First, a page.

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#17101 - 11/08/05 05:24 PM to preserve or not to preserve
sputko Offline

Registered: 11/08/05
Posts: 1
With the proposed development of 350 homes on the Awosting Reserve, Gardiner was confronted with an unprecedented dilemma in regards to what is the proper use of such a large tract of contiguous and exquisite land occupying some 2500 acres in the Shawangunk Mountains. The results are still a point of controversy, heated debates and confusion for many of the residents of Gardiner as well as many who live outside the borders of our town.

Now with the rumors of a possible purchase of much of this land by the Trust for Public Lands which by their own admission would then be given to Minnewaska State Park a new dilemma may be looming on the horizon. For three decades the state has wanted a new entrance to the park in the town of Gardiner. That proposal would have created new access to the State Park off of Beecher Hill Road. Lands would have been acquired by eminent domain but lack of available state funds at that time brought this proposal to an end. Later in the 80’s once again the State made an attempt by eminent domain to acquire much of the Awosting Reserve to create an entrance to the park for both cars and buses. The proposed access would have been off Aumick Road, going up Campfire Road culminating with a large parking lot and a Bus Depot to facilitate access to the park for people without cars coming from out of town. Once again at the last minute funds were not available for a purchase and the idea was shelved for some possible future opportunity.

If you recall, one of the major objections with the Chaffin and Light proposed development was the amount of traffic that would result from the presence of hundreds of homes on the “Ridge”. Our serene country lanes would possibly be no more as these routes would be the only way of ingress and egress for residents on the mountain. A park entrance in this part of Gardiner would realize the worst case scenario envisioned from a major development and then some. Hundreds and hundreds of motor vehicles would have to use Aumick Road, Lake Road, Beecher Hill Road, Decker Road, North Mountain Road and South Mountain Road in order to access the new park entrance. Add buses to this picture and for us humans who live in this area, our worst nightmare may have just been realized.

And while we are at it, what about the environmental impact on the state owned lands and parts of the Awosting Reserve contiguous to these lands that up till now have been too remote for most hikers, except for the most passionate and argue ably most sensitive to the flora and fauna that inhabit this region of the Gunks.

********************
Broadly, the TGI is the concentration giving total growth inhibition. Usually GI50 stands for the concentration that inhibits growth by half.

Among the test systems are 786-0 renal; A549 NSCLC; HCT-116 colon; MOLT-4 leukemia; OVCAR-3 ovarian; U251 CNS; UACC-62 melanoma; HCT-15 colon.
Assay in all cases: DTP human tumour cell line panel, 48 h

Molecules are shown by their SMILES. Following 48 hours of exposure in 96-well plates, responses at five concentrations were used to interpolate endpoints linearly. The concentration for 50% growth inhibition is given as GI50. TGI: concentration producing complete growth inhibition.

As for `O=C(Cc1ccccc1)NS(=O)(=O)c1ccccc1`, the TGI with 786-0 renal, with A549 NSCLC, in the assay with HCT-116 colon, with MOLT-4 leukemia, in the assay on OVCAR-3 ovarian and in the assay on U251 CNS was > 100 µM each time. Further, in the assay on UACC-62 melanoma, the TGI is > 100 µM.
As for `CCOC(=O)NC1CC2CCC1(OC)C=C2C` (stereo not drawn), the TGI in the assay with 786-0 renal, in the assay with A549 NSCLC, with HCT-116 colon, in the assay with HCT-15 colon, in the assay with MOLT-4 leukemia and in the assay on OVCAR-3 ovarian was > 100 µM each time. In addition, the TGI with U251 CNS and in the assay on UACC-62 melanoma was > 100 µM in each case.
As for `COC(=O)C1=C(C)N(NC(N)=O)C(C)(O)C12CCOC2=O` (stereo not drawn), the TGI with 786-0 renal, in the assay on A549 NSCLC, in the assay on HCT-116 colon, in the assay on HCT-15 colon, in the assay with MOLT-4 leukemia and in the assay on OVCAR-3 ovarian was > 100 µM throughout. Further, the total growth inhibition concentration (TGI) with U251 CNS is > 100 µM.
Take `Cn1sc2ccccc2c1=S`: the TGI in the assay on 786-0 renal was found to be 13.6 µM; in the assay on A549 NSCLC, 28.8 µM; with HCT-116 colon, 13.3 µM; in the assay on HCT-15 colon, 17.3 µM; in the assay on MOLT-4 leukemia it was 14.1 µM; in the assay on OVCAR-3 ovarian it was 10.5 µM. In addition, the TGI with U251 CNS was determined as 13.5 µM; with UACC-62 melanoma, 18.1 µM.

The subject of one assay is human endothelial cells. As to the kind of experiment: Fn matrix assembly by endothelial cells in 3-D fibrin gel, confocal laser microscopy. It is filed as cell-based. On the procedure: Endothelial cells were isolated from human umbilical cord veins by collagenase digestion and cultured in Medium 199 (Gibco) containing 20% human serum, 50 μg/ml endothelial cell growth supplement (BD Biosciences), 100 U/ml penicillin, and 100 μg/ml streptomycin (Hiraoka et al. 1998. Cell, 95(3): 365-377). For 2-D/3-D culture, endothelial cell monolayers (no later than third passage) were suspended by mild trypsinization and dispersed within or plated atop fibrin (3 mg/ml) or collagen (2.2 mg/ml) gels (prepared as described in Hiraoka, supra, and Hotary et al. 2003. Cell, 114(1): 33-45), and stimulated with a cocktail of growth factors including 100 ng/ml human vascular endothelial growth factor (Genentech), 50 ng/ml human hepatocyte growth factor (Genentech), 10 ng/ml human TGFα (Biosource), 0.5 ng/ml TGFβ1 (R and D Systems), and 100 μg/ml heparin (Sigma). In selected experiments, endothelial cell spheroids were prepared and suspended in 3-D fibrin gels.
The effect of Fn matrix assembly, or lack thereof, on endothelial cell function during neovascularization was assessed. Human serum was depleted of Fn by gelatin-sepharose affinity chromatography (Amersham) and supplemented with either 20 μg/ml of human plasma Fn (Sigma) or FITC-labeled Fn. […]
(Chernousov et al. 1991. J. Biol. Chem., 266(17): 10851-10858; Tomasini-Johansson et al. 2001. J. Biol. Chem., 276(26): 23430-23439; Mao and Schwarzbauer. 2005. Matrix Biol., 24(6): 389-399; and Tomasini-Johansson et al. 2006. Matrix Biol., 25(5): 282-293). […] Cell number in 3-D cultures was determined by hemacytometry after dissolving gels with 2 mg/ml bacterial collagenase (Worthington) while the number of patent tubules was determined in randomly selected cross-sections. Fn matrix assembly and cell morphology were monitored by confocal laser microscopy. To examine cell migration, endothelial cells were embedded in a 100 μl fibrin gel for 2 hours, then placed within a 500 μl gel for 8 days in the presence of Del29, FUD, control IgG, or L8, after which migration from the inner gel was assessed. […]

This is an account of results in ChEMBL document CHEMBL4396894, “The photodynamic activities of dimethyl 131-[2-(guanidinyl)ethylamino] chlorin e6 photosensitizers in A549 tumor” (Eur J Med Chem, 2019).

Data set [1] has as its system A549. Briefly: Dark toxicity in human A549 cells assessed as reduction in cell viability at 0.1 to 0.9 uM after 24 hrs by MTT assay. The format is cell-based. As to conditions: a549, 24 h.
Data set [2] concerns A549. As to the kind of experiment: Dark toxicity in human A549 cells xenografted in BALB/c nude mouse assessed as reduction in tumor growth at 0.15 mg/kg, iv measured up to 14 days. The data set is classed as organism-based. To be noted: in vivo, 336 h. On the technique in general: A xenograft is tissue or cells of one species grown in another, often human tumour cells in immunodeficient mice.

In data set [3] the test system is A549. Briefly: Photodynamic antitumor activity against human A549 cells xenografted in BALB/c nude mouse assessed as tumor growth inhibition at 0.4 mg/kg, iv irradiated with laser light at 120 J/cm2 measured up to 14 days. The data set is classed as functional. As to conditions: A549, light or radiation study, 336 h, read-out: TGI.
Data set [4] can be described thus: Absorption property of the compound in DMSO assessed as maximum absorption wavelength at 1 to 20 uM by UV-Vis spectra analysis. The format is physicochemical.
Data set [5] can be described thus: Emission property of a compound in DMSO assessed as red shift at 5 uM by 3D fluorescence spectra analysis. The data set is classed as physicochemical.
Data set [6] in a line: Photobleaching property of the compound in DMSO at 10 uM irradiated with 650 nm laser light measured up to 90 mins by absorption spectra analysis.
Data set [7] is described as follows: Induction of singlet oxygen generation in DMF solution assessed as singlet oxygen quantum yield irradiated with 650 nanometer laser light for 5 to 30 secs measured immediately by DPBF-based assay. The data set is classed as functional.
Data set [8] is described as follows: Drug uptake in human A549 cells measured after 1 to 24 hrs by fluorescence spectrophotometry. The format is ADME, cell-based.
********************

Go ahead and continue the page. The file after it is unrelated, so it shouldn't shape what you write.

Areas that once provided true natural serenity and freedom for the life forms that have an indisputable right to call these lands home may find more and more frequent intrusions into their domain by those that by sheer fact of number and ease of access, may not represent the standards necessary to prevent a slow but irreversible erosion of this part of the Ridge and beyond into the interior lands. Clearly the biodiversity of this environment will be put under unnecessary and potentially harmful stress with little recourse once the die has been cast. In addition, any changes to the land concerning buildings, parking lots, roads and lightning would no longer be under the jurisdiction of our town zoning laws since it would be under the jurisdiction of the State of New York.

And yet the greatest irony of this all is that a potential solution has been offered and discussed with Town board members and other significant entities for over two years with unfortunately no success as of yet.

The pressure for rezoning if still necessary could be approached in a more equitable fashion if the issue of the Awosting Reserve was resolved once and for all, giving relief to many of the property owners who have become suspect in the eyes of many “environmentalists” simply because their lands fall into the AR-200 zone with no consideration of their past stewardship of these lands.

In my discussions with Conservancy Partners who are the original members of Awosting Reserve prior to Chaffin and Light’s involvement, I have heard suggested that building approximately 50 homes or less on the lower lands and creating a preserve under a land trust of approximately 1400 acres of the upper lands adjacent to Minnewaska State Park to be deemed forever wild would be an acceptable, viable and welcomed plan.

Maybe it’s time we stop to consider the wisdom of a great teacher from the Near East that warned of the dangers of extremes and expounded on the virtues of the Middle Path.

Respectfully and sincerely,

Stan Putko, Gardiner

#17102 - 11/08/05 09:45 PM Re: to preserve or not to preserve [Re: sputko]
Smike Offline
Carpal Tunnel

Registered: 05/01/01
Posts: 3143
Loc: in your backyard
Later in the 80’s once again the State made an attempt by eminent domain to acquire much of the Awosting Reserve to create an entrance to the park for both cars and buses.

Does anyone have any factual evidence that supports the notion that the PIPC is seeking or has the same improvement plan on the books currently, or has decided on other alternatives?